3 min|Dr. Maya Kuczma
Inflammation - Friend or Foe?Health
Many treatments for acute and chronic pain aim to fight a common ‘enemy’: inflammation.
Vilified as the potential root cause behind cardiovascular disease, cancer, diabetes, and depression, many treatments have emerged targeting all inflammatory triggers. And for good reason – chronic, out of control inflammation has been shown to damage the lining of blood vessels, skin, joints and a variety of other structures in our body. But as a result, “inflammation” has become a buzzword that just won’t quit, and the overwhelming message is that all inflammation is bad.
It’s Not All Bad…
When the body is injured, the immune system mounts a response to try to manage the damage. Substances called prostaglandins are released, causing the blood vessels in the area to dilate. This allows neutrophils reach the wound and ‘clean up’ the area while platelets clot the wound site. It also allows for macrophages, another immune cell, to rush the area and release growth factors that help to heal the injured tissues.This response is crucial to the healing process. However, much of the advice we hear regarding treating injuries aims to quell the inflammation necessary for healing.
Non-steroidal anti-inflammatory drugs (NSAIDS) halt the release of prostaglandins, diminishing the body’s ability to bring in cells required for healing the area of injury. Additionally, they inhibit the synthesis of proteoglycans, a substance required to repair the connective tissue of our ligaments and tendons.
Another commonly prescribed treatment of acute injuries known as RICE (rest, ice, compression, elevation) aims to decrease inflammation, effectively halting the healing process. Even Dr. Gabe Mirkin, the inventor of the RICE prescription, has called into question the efficacy of this treatment stating that “it now appears that both ice and complete rest may delay healing, instead of helping”1.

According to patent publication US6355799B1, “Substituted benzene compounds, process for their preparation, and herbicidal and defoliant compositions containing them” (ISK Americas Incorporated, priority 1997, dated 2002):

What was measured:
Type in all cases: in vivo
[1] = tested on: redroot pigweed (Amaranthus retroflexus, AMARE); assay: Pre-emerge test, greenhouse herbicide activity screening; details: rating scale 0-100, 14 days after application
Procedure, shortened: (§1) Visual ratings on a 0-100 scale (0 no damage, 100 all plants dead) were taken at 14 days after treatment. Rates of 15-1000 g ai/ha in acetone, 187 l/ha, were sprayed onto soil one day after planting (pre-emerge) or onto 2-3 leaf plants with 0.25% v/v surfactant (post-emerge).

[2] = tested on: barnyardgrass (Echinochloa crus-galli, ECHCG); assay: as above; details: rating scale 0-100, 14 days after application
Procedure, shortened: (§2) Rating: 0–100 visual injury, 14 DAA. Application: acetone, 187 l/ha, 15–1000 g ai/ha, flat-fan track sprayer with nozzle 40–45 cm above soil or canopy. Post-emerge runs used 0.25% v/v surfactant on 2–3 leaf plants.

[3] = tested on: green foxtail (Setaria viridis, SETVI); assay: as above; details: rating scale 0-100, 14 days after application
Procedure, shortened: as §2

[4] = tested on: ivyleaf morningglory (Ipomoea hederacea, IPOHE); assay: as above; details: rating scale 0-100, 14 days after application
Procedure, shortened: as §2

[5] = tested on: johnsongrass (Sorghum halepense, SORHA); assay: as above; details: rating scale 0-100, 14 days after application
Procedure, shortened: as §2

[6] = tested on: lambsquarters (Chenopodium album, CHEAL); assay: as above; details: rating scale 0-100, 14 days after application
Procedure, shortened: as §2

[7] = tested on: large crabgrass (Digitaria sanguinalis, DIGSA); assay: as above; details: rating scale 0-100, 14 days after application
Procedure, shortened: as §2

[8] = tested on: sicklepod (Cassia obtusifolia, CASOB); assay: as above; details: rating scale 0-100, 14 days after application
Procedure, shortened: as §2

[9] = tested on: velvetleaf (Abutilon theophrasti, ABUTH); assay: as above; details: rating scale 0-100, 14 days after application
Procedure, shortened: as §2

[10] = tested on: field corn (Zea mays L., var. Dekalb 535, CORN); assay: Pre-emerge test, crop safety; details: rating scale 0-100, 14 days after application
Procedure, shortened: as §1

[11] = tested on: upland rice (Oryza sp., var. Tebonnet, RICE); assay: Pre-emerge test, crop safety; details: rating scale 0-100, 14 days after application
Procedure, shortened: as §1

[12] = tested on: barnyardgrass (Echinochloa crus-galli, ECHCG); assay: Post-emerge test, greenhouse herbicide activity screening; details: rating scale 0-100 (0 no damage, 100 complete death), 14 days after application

Ice decreases blood flow the area, disabling the transport of required immune cells into the damaged tissue. It also decreases the release of growth factors required for healing. Tissues that already have low blood supply, such as ligaments, are particularly effected by this further decrease in blood flow. Ligament injuries that have failed to heal completely are often the root cause of chronic pain in many joints, including the ankles, knees, low back, neck and shoulders. Additionally, ligament injuries are commonly the injuries that take athletes out of the game.
If chronic systemic inflammation can be harmful, but acute inflammation is required for healing, how do we harness the forces of inflammation for good rather than evil? This is the aim of Regenerative Injection Therapies (RIT) such as prolotherapy and platelet-rich plasma injections. Prolotherapy, derived from the word ‘proliferation’ (aka new growth), uses targeted injections into the site of damaged tissue in order to create a localized inflammatory response and promote healing. A solution of dextrose (sugar) as well as an anesthetic is injected into the injured tissue, triggering increase blood flow and the influx of platelets, immune cells, and growth factors.
In cases of more severe damage, Platelet-Rich-Plasma (PRP) may be used. PRP harnesses the power of your own platelets, taken from a blood sample you provide, to trigger a healing response. Instead of causing inflammation to trigger an influx of platelets, we inject the platelets directly into the injured tissue, effectively bypassing many steps of the inflammation cascade. Prolotherapy and PRP aim to create a natural inflammatory response in order to heal injured tissue and resolve pain.